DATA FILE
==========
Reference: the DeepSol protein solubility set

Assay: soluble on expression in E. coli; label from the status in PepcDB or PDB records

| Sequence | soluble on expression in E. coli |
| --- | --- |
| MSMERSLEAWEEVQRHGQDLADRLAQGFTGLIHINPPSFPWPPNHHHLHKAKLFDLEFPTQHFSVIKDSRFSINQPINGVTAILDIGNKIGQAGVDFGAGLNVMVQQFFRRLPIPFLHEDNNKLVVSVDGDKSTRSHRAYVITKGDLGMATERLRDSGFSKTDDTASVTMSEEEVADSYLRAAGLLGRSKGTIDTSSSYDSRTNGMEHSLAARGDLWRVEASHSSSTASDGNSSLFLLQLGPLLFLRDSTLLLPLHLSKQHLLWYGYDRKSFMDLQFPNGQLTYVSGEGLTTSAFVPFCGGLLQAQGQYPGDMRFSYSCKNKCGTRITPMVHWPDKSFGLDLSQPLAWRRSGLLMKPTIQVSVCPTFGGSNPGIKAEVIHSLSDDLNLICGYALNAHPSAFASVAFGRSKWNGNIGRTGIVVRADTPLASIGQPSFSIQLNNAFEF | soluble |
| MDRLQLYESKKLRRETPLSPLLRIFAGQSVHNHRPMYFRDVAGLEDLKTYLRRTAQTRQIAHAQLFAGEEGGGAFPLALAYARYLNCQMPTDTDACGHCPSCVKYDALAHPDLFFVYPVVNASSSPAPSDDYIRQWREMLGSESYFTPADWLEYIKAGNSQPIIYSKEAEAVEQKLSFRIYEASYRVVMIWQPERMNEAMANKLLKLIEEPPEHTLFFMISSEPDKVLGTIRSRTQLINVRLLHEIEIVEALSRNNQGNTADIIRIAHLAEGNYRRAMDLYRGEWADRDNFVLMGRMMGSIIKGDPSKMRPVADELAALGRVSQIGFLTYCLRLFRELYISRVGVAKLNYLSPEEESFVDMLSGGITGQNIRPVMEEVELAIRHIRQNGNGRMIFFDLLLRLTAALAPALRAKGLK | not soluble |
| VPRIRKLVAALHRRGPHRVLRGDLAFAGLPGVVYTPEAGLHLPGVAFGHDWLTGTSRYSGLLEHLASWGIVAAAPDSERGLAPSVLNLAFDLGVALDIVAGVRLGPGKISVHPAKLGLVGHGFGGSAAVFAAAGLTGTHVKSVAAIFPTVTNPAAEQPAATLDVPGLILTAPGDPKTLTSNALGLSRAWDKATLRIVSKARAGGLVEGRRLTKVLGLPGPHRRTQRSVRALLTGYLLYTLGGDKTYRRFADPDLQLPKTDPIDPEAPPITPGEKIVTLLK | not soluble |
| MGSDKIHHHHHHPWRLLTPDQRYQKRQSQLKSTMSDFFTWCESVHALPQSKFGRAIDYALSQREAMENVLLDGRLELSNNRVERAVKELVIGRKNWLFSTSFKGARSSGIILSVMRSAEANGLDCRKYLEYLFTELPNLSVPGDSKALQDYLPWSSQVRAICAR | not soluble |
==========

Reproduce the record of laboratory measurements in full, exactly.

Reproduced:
Reference: the DeepSol protein solubility set

Assay: soluble on expression in E. coli; label from the status in PepcDB or PDB records

| Sequence | soluble on expression in E. coli |
| --- | --- |
| MSMERSLEAWEEVQRHGQDLADRLAQGFTGLIHINPPSFPWPPNHHHLHKAKLFDLEFPTQHFSVIKDSRFSINQPINGVTAILDIGNKIGQAGVDFGAGLNVMVQQFFRRLPIPFLHEDNNKLVVSVDGDKSTRSHRAYVITKGDLGMATERLRDSGFSKTDDTASVTMSEEEVADSYLRAAGLLGRSKGTIDTSSSYDSRTNGMEHSLAARGDLWRVEASHSSSTASDGNSSLFLLQLGPLLFLRDSTLLLPLHLSKQHLLWYGYDRKSFMDLQFPNGQLTYVSGEGLTTSAFVPFCGGLLQAQGQYPGDMRFSYSCKNKCGTRITPMVHWPDKSFGLDLSQPLAWRRSGLLMKPTIQVSVCPTFGGSNPGIKAEVIHSLSDDLNLICGYALNAHPSAFASVAFGRSKWNGNIGRTGIVVRADTPLASIGQPSFSIQLNNAFEF | soluble |
| MDRLQLYESKKLRRETPLSPLLRIFAGQSVHNHRPMYFRDVAGLEDLKTYLRRTAQTRQIAHAQLFAGEEGGGAFPLALAYARYLNCQMPTDTDACGHCPSCVKYDALAHPDLFFVYPVVNASSSPAPSDDYIRQWREMLGSESYFTPADWLEYIKAGNSQPIIYSKEAEAVEQKLSFRIYEASYRVVMIWQPERMNEAMANKLLKLIEEPPEHTLFFMISSEPDKVLGTIRSRTQLINVRLLHEIEIVEALSRNNQGNTADIIRIAHLAEGNYRRAMDLYRGEWADRDNFVLMGRMMGSIIKGDPSKMRPVADELAALGRVSQIGFLTYCLRLFRELYISRVGVAKLNYLSPEEESFVDMLSGGITGQNIRPVMEEVELAIRHIRQNGNGRMIFFDLLLRLTAALAPALRAKGLK | not soluble |
| VPRIRKLVAALHRRGPHRVLRGDLAFAGLPGVVYTPEAGLHLPGVAFGHDWLTGTSRYSGLLEHLASWGIVAAAPDSERGLAPSVLNLAFDLGVALDIVAGVRLGPGKISVHPAKLGLVGHGFGGSAAVFAAAGLTGTHVKSVAAIFPTVTNPAAEQPAATLDVPGLILTAPGDPKTLTSNALGLSRAWDKATLRIVSKARAGGLVEGRRLTKVLGLPGPHRRTQRSVRALLTGYLLYTLGGDKTYRRFADPDLQLPKTDPIDPEAPPITPGEKIVTLLK | not soluble |
| MGSDKIHHHHHHPWRLLTPDQRYQKRQSQLKSTMSDFFTWCESVHALPQSKFGRAIDYALSQREAMENVLLDGRLELSNNRVERAVKELVIGRKNWLFSTSFKGARSSGIILSVMRSAEANGLDCRKYLEYLFTELPNLSVPGDSKALQDYLPWSSQVRAICAR | not soluble |